2

There are some situations in which the plane wave ansatz is useful. It is a solution to many wave equations. Plane waves are also familiar and we have mathematical techniques to handle them, such as Fourier series. However, in some situations you can quite badly wrong using the planewave ansatz. Notably when the wave interacts with a structure that has ...

11

In many cases our systems are described by linear differential equations, and these have the property that any linear combination of solutions to the differential equation is also a solution to the differential equation. This is useful because usually any arbitrary solution can be Fourier transformed to express it as a sum of plane waves. So if we can find ...

0

What's your problem? How do you pass from a certain vector |Q> expressed according to some base of vectors {|$B_i$>} to the same vector |Q> expressed according to another base of vectors {|$C_j$>}? Let's see it together. Take for example (1) |Q> = $∑_i$ $a_i$ |$B_i$>, where $a_i$ are the amplitudes. For passing to the new base you project |Q> on each ...

2

Hint: 1. $\phi(x,t)$ at different times are not independent. 2. $\int{d^4p\delta(p^2-m^2)}=\int{d^4p\frac{\delta(p^0-E_p)}{2p^0}}$. The left side of this equation is Lorentz invariant. This time your question is much clearer. If $\phi(x)$ is an arbitrary function of $x$, there's nothing confusing. If $\phi(x)$ is constrained by the Klein-Gordon ...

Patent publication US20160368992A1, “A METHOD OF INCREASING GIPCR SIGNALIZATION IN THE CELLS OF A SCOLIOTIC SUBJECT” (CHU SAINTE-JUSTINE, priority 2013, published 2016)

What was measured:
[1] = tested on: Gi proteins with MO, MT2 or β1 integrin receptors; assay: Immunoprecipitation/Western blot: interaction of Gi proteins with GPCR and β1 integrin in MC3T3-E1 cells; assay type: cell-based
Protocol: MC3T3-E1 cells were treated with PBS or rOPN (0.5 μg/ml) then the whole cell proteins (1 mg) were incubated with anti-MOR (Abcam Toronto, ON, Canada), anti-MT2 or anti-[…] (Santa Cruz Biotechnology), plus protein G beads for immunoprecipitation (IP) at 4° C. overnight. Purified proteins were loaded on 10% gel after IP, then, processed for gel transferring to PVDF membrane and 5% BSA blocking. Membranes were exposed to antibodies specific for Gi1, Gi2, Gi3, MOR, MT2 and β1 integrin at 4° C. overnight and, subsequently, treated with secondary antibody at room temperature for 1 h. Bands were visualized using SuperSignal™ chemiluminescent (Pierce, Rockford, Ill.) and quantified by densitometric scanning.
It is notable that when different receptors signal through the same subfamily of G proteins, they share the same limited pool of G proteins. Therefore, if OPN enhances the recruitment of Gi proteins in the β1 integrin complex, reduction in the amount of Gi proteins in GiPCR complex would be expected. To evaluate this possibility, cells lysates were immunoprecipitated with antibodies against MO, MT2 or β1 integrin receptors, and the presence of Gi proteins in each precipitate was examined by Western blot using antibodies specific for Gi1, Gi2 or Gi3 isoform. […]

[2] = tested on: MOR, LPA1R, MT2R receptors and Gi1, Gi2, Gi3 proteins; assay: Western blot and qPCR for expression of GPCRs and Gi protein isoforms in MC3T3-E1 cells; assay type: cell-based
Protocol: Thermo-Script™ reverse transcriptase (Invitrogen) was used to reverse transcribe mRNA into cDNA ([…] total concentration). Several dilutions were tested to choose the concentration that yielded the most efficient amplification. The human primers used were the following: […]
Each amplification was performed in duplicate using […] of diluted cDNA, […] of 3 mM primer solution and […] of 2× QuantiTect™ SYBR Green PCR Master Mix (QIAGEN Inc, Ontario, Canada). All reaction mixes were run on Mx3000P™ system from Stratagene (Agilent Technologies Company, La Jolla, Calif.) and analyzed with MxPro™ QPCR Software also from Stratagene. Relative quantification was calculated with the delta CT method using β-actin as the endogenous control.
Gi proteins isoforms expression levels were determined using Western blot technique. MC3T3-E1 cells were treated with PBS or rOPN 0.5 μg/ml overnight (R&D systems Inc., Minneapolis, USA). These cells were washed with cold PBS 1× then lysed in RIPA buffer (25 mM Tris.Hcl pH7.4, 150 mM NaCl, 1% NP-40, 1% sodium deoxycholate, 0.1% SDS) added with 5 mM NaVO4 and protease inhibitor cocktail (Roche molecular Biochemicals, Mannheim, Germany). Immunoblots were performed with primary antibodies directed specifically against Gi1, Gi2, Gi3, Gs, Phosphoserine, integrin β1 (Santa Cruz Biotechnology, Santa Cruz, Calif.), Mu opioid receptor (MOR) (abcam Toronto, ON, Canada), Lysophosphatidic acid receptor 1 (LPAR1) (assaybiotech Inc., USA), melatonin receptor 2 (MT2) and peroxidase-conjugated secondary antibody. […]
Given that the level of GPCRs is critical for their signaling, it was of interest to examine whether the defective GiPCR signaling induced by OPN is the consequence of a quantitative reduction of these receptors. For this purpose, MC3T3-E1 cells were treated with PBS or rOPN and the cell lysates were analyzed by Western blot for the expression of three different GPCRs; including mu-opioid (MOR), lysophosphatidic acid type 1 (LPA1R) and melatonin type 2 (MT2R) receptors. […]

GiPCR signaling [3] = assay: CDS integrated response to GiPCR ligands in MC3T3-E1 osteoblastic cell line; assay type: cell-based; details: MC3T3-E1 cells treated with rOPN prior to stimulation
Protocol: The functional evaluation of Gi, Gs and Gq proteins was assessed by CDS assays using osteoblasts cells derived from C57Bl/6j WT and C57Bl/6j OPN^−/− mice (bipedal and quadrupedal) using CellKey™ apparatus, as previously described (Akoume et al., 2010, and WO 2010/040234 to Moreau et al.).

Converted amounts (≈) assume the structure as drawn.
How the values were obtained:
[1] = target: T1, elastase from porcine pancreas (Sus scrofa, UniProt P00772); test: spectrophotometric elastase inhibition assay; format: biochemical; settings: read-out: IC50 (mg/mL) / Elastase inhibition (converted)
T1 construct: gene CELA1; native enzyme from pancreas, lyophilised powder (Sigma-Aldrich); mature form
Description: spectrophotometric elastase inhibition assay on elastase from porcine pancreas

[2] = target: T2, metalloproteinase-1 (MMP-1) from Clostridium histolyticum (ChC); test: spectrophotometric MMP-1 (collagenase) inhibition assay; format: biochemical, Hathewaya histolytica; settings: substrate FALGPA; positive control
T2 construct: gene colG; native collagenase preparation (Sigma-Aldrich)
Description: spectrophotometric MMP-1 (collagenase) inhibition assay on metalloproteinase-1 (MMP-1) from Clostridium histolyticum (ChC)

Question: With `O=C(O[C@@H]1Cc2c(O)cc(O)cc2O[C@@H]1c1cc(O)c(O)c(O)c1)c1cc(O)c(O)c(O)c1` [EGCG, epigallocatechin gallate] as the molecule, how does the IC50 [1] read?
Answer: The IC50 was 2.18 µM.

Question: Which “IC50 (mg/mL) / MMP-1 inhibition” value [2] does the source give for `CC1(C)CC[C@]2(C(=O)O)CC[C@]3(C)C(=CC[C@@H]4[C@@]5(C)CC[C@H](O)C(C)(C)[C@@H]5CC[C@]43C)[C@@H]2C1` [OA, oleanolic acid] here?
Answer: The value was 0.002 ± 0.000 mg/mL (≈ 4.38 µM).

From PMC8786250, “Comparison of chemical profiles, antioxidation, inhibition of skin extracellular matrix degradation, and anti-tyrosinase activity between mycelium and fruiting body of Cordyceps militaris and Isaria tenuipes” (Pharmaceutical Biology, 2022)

1

Usually, what you are taking the Laplace transform of, is the system response, $h(t)$, e.g. system's response to a delta input, $\delta(t)$. If system's delta response is nonzero at $t<0$ it would mean the system had been anticipating your delta input at $t=0$ and already started responding, which is non-causal. Therefore a causal system must have $h(t)$ ...

3

It is because, the continuous Fourier transform is equivalent to evaluating the bilateral Laplace transform with imaginary argument $s = iω$. This relationship between the Laplace and Fourier transforms is often used to determine the frequency spectrum of a signal or dynamical system. I assume you do not have any intuition problem with the Fourier transform. ...

1

I don't know the specific context that you may be looking for, but it's quite common to use a four-point correlation function of the quantum dipole moment operator to retrieve non-linear relaxation dynamics. These correlation functions make up the nonlinear response function of a material system to an electric field which, when convolved with the excitation ...

1

It turns out that this form is just a fancy way of writing a normal Fourier transform. Use the definition of the intensity correlation function $$g^{(2)}(\tau) = \langle n(\tau) n(0) \rangle,$$ where $n(t)$ denotes the (Hermitian) intensity at the position of the detector, evaluated at time $t$ in the Heisenberg picture. The angle brackets \$\langle ...

0

I think I understand it a little better now so I decided to post my thought and obviously won't accept my own answer. My understanding is that A(k) is the space of wave vectors, however we know these only differ by direction not magnitude for the diffracted wavepacket (Rayleigh scattering). Therefore the function A(k) indicates the "spread" of the ...